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The Pre-Founding Document

October 27, 1912 (excerpts - see New Vision and Life for complete text)

1 What is your reaction to my appointment as spiritual director? You

are astounded and disappointed. What was our former relationship? 1 We had nothing to do with each other. I wished to hunt down the so- called “Easter lambs.” It was my greatest priestly joy whenever one of these came to confession, so heavily laden with the old refuse he had collected over the years that the confessional creaked.

2 Then came my appointment as spiritual director. It was entirely

without my doing; hence it must be God’s will. I now place myself entirely at your disposal with all that I am and have—my knowledge and ignorance, my ability and inability, but above all, my heart. Only the time left over will be used for the fulfillment of my favorite idea.

3 I hope we will get along with each other; I hope that we will do everything to achieve our common aim as perfectly as possible.

4 What is our aim then? Our future relationship depends on it. I will

therefore state it, short and to the point:

Under the protection of Mary we want to learn to educate ourselves to become firm, free, priestly personalities 2 . The fulfillment and practice of this fundamental idea will occupy us for the course of the entire year. Today I only want to explain a few aspects.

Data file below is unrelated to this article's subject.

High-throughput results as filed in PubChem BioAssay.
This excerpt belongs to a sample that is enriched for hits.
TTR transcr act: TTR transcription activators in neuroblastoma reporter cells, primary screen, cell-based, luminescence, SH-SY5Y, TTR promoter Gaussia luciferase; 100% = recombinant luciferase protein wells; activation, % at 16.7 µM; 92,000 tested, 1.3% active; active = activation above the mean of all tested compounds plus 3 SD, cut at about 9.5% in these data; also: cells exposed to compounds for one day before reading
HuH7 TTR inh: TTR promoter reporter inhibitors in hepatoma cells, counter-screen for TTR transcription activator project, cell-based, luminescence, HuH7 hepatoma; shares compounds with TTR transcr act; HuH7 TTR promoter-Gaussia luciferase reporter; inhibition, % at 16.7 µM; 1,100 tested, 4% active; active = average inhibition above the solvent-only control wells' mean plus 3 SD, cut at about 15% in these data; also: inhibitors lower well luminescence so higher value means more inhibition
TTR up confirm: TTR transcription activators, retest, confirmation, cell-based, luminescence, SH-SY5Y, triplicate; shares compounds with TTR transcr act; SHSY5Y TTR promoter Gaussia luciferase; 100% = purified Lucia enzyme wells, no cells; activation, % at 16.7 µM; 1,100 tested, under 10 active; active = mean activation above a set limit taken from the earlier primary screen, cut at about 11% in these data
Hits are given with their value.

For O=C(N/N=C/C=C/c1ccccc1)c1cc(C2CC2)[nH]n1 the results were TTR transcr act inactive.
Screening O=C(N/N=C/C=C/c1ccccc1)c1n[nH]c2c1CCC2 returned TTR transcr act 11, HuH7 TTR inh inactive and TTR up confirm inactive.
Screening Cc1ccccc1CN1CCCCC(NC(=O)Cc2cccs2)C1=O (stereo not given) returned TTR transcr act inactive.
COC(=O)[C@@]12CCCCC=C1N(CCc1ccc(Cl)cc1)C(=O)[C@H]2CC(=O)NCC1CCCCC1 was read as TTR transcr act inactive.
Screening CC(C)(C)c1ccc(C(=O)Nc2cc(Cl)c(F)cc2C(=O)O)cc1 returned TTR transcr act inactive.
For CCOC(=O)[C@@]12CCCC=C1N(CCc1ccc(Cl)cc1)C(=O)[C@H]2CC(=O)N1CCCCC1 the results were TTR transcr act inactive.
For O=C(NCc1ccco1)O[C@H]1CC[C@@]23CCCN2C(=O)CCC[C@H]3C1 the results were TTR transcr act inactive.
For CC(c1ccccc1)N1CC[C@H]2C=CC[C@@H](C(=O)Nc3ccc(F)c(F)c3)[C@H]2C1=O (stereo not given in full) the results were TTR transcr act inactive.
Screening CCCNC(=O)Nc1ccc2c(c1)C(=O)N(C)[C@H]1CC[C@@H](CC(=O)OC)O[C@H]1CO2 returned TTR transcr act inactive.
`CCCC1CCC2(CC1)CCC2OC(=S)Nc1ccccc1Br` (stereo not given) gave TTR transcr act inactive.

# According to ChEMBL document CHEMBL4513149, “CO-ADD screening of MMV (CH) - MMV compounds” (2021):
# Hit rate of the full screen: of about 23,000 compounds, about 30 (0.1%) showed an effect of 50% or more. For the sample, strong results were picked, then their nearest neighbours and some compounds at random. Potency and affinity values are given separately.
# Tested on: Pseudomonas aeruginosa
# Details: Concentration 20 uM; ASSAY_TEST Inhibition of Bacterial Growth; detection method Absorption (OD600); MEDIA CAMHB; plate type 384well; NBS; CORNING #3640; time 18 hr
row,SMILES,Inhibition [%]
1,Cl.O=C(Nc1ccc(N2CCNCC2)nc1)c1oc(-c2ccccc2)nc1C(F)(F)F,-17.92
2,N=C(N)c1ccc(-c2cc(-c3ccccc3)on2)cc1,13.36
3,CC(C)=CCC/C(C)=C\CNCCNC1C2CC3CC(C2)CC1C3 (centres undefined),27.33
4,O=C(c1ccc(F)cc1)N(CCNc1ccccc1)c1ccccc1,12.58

5 We want to learn. Not only you, but also I. We want to learn from

each other. For we are never done learning, especially not the art of self-

1 Until appointed Spiritual Director, Fr. Kentenich was a German and Latin teacher in the school.

2 Firm: men of real character. Free: not enslaved by inordinate drives or by what other people think. Priestly: bridgebuilders between this world and God.

education, which represents the work, the activity which will absorb our whole lifetime.

6 We want to learn, not merely in theory: this and that would be good,

or nice, or even necessary. No, we must also learn in practice, we must put our hand to the plow every day, every hour. How did we learn to walk? Can you still remember how you learned to walk? Or at least how your little brothers and sisters learned? Did your mother give them a long lecture: Look here, Tony or Mary, this is how you have to do it. If that were so, none of us would be able to walk yet. No, she took us by the hand and we started. One learns to walk by walking, to love by loving; therefore we have to learn to educate ourselves through the constant practice of self-education. We certainly do not lack for opportunities.

That is a noble, a royal

activity. It is an imperative for religion, an imperative for youth, an imperative for our time. I do not want to elaborate on these thoughts now, but merely touch on the last point.

7 We want to learn to educate ourselves.

8 Self-education is an imperative for our time. One does not need

much knowledge of the world to realize that our time, with all its discoveries, cannot remove our inner emptiness. All our attention, all our activities are exclusively directed to the macrocosm, to the world at large, to the world outside ourselves. truly, we do not hesitate to pay tribute to human genius with our admiration. Human genius has conquered the mighty powers of nature and taken them into our service. We have spanned the globe, explored the depths of the ocean, penetrated the mountains of the earth, and flown through heights of the heavens. The drive to explore urges us even further. We have reached the North Pole and unlocked dark continents. With X-rays we can see through to all our bones. The telescope and microscope uncover new worlds daily.

9 However, one world, one that is eternally old and yet eternally new, remains unknown and unexplored—the microcosm, the world in mini- ature, our own interior world.

1 2

10 There are no, or at least no new methods of penetrating the human